TIFFCOM, the market that runs concurrently with the Tokyo International Film Festival, is completely online this year, with 73 films screening for buyers Nov. 4-6. (The festival runs Oct. 31 to Nov. 7.)

But the Japanese companies are quite at home in the new online environment. They are also pitching plenty of new product that is not on the screening schedule, including new titles that have begun to earn.

Leading the Shochiku slate is “Josee, the Tiger and the Fish,” a Tamura Kotaro animation based on a story by Tanabe Seiko about a feisty disabled woman who finds love with an abled-bodied college student.

The story was first made into a 2003 live-action film that was a critical and commercial success. The animation had its world premiere last week at the Busan festival.

Also new to the Shochiku lineup is “Sakura,” a family drama directed by acclaimed indie veteran Yazaki Hitoshi. Fasting-rising young actors Kitamura Takumi, Komatsu Nana and Yoshizawa Ryo star as a trio of siblings who encounter a tragedy that changes their lives.

Meanwhile, Gaga is selling “Your Eyes Tell,” a relationship drama directed by veteran hitmaker Miki Takahiro. Starring Ryusei Yokohama as a lonely ex-kickboxer and Yuriko Yoshitaka as a blind woman who brings light into his life, the film opened strongly at the Japanese box office on Oct. 23. Attracting 132,000 admissions in its first weekend, the film grabbed the number two box office slot, behind the megahit animation “Demon Slayer.”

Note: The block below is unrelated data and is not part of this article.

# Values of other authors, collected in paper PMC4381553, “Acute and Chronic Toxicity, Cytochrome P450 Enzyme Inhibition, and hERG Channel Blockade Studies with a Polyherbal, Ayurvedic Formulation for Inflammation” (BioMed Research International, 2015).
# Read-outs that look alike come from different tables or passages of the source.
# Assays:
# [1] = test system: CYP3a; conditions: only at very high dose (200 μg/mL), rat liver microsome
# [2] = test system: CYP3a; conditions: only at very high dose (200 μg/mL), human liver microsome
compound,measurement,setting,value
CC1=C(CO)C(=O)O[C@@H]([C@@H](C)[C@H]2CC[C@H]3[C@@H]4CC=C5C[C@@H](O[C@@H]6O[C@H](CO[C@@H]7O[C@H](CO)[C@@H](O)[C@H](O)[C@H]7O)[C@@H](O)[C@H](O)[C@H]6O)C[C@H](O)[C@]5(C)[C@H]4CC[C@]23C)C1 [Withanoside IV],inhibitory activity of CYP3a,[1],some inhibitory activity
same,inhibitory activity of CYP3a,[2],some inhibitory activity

Another Gaga film is “Under the Open Sky,” a drama by Nishikawa Miwa based on Saki Ryuzo’s novel about an ex-con who tries to reconnect with his long-separated mother through a TV show. The film premiered at Venice, Yakusho Koji, playing the troubled hero, won a Silver Hugo for best performance at the 56th Chicago International Film festival, the latest in a long list of career honors.

Topping the Nikkatsu lineup is “Wife of a Spy,” the Kurosawa Kiyoshi WWII suspense drama that won a Silver Lion at this year’s Venice festival. Nikkatsu is also representing “Ainu Mosir,” a drama by Fukunaga Takeshi set in the indigenous Ainu community in northern Japan and starring Ainu actors – a first for a Japanese film.